The Art of Changing Antidepressants
With changing antidepressants, there are lots of considerations to consider. Are we going to augment, switch to a different antidepressant in the same class, or switch to a different class? Are we changing up the medication regimen because of side effects or non-response? Here’s a list of a few important considerations that I would think about first.
Length of use. Has this patient been on the medication that we are going to change for a long time? If so, I would lean more on the cautious side in recommending tapering down.
Dose. The dose of the medication that we are stopping is a really important consideration. If we are at the max dose, or I know that it took a while to taper the patient up to the current dose they are on, I am certainly more likely to recommend a taper period.
Side effects? If side effects are a problem, we are likely going to get off of that medication pretty quickly and get a different one started. Keep in mind that many side effects are dose dependent, so if a drug has worked for a patient, maybe we can get by with a lower dose. If it is a serious adverse effect, urgency in stopping the medication becomes more important.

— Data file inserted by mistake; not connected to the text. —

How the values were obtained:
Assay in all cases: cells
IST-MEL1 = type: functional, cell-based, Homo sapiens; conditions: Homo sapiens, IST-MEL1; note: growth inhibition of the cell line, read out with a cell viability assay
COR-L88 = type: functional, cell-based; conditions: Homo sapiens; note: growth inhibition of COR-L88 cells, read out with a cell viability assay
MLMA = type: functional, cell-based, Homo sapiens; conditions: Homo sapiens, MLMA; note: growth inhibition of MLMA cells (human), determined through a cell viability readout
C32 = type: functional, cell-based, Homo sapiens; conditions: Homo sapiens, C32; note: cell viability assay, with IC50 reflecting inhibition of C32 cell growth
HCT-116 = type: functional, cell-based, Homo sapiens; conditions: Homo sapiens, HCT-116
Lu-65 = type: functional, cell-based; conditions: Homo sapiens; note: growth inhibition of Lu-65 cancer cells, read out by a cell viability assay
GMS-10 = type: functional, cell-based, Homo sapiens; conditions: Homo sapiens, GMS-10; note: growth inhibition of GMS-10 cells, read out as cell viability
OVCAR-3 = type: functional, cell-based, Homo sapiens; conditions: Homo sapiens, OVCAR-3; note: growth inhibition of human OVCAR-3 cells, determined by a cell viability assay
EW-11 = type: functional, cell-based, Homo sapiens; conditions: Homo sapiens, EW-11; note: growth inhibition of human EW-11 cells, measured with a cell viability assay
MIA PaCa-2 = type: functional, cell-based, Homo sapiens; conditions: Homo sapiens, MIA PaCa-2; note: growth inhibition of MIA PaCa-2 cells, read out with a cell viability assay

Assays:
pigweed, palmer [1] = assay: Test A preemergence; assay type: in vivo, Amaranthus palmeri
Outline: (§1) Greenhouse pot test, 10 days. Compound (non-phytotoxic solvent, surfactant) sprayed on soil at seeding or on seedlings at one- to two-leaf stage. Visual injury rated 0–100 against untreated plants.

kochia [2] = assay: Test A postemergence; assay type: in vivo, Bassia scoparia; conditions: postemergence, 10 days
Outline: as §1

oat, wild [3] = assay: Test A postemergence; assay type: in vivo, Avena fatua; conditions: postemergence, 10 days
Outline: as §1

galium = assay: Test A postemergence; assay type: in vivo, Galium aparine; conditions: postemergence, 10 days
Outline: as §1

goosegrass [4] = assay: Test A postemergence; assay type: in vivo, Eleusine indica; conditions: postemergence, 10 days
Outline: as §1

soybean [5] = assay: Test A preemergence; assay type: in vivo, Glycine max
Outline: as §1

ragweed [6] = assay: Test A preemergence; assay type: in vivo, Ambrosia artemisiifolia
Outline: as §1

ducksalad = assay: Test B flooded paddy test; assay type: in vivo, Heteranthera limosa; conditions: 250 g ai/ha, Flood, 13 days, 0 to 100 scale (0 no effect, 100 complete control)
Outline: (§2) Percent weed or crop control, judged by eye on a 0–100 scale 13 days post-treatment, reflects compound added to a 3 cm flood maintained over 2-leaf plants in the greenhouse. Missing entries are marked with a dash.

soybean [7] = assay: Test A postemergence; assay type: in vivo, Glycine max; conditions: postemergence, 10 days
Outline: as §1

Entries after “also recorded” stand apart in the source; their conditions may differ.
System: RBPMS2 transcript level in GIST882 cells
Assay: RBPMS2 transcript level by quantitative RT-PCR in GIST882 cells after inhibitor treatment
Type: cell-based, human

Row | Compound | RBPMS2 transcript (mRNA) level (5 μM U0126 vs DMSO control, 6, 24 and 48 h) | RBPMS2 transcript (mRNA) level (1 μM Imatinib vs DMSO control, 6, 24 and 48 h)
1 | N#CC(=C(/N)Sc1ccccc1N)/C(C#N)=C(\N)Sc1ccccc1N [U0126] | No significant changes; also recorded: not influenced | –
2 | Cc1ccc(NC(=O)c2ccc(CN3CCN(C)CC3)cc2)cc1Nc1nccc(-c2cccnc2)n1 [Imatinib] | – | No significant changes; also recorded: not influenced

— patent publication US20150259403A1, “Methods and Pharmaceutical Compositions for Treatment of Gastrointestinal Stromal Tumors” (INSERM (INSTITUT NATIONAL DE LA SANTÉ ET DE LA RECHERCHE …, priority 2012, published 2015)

Non-response. In a patient that hasn’t received any benefit from a medication, and doses have been maximized, we are likely going to want to be off that medication. In partial responders, some clinicians will try to augment with another medication.
Cross taper or swap out? I’ve been asked this a number of times. Let’s say we have a patient on Sertraline 150mg/day. It is desired to try a different SSRI. Sertraline is definitely at a high enough dose in this scenario to do a tapering down. I typically prefer a cross taper if the patient is at moderate to high doses.
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